An internal problem of correlation method leads to biased optimal codon identities
Above findings impelled us to carefully review the process of correlation method in identifying optimal codons. In this method, the ‘optimal’ codons are mainly identified by conducting correlation tests between synonymous codon frequencies and estimated gene bias levels. The highly-biased genes are assumed to use more optimal codons overall, and the key step of this method is to accurately measure the gene bias level under selective influences only. Next, we will show that the problem is right at this step.
To reach the goal of measuring a gene's bias level driven by selection force only, the previous study  adopted Nc′, a way to estimate gene bias level by precluding the background mutational influences . However, to calculate Nc′, one has to define the background mutational bias first. Due to the complex nature of mutational dynamics, e.g. content-dependent mutation, it is extremely difficult to estimate the mutational bias in an accurate way. Therefore the adopted estimation criteria may inevitably deviate from the real mutational bias. In the previous study , the authors followed the default setting of ENCprime software  to calculate Nc′, so the background mutational bias was estimated from the nucleotide frequencies of each coding sequences. Figure 5A shows how GC contents of coding sequences (GCc), non-coding sequences (GCn), and synonymous 3rd sites (GC3s) would change with the genomic GC content (GCg). The relationship between GCc (approximately the standard adopted by previous study to estimate the background mutational influences) and GC3s (approximately reflecting the combined effects of real mutational influences on synonymous 3rd codon positions of all genes plus selective influences on synonymous 3rd codon positions of a subset of high expression genes) is critical. Although the real level of mutational bias (GCm) acting on codons is unknown, it is likely smaller than GCc at low genomic GC level and larger than GCc at high genomic GC level, as indicated by the GC3s line in Figure 5A. Therefore we speculate that in the previous study, when calculating the Nc′ to measure the gene bias level, the background mutational influences were overestimated for GC-poor bacteria and underestimated for GC-rich bacteria, and the resulted Nc′ values were inaccurate.
A. As genomic GC content increases, the GC contents of coding sequences (GCc), non-coding sequences (GCn), and synonymous 3rd codon position (GC3s) would change in different paces. B. Calculated Nc′ values change with relative synonymous codon frequency. The three curves represent three conditions: expected background mutational bias smaller than, equal to, or larger than real mutational bias. In case 1, selection has no effect on codon usage. In case 2, selection favors G, C-ending codons. In case 3, selection favors A, T-ending codons.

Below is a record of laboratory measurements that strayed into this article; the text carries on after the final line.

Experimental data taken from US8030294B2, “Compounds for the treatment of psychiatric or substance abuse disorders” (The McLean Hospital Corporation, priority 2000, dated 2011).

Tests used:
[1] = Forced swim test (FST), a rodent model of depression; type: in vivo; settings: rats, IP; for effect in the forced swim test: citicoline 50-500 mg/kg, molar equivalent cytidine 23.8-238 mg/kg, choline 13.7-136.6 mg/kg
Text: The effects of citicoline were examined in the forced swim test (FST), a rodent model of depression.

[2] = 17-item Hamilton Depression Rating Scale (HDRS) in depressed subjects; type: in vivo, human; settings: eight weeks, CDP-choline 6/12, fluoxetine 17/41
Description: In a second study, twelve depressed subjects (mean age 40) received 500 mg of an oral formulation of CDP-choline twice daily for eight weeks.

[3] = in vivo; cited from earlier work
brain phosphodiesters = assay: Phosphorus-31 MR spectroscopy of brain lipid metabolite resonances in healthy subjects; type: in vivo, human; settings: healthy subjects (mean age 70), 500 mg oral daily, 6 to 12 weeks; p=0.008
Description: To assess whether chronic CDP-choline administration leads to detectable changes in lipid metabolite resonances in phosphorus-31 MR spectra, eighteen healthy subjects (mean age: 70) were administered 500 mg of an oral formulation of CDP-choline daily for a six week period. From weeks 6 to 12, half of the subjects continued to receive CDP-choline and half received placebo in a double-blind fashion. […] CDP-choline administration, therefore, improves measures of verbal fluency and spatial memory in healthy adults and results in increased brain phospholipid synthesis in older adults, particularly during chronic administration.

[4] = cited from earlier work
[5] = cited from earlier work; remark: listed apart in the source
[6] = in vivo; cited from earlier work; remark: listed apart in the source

We further plotted the curves of Nc′ value against synonymous codon frequency under three conditions: when an expected GC mutational bias (GCe) is smaller, equal to, or larger than the real mutational bias (GCm). As presented in Figure 5B, the middle curve represents a nice accurate estimation of background mutational bias (GCe = GCm). Let's take the Asn family as an example and suppose there are three possible cases. In case 1, selection has no effect on codon usage; in case 2, selection favors C-ending codons and is likely to increase the frequency of AAC codon in many genes; and in case 3, selection favors AAU instead. By examining the correlations of calculated Nc′ values and codon frequencies, one can clearly detect negative correlations for AAC codon in case 2 and for AAU codon in case 3. Therefore for middle curve, everything is fine and the identified optimal codons really represent the direction of the selection force. What if the mutational bias is underestimated (GCe<GCm), such as in GC rich bacteria? The left curve represents such a condition. The calculated Nc′ values would deviate from the original values due to the deviation of estimated mutational bias from the real one. In all three cases, the frequency ranges of AAC codon are now located on the right half of the curve and one can probably detect negative correlations for AAC codons for all cases. However, AAC should not be identified as selection-favored codons in case 1 and case 3. Simply to say, because the background mutation is underestimated, part of the mutational effect on codon usage was not corrected out and counted as the effect of selection, leading to more C- or G-ending codons identified as optimal. Similarly, if the mutational bias is overestimated (GCe>GCm, right curve), AAU is likely to be identified as the optimal codon and this is wrong for case 1 and case 2. In reality, when the genomic GC content is at a moderate level, the estimated criteria may not deviate too much from the real mutational bias; but the chance of identifying incorrect optimal codons quickly becomes higher when the genomic GC content increases (more G-, C-ending codons would be mistakenly identified as optimal) or decreases (more A-, U-ending codons would be mistakenly identified as optimal). This explained why the previous study observed the surprising pattern: the optimal codon identity tracks the bacterial GC content. However, as reasoned above, the pattern is more likely an illusion caused by the internal problems of correlation method at the step of calculating gene bias levels.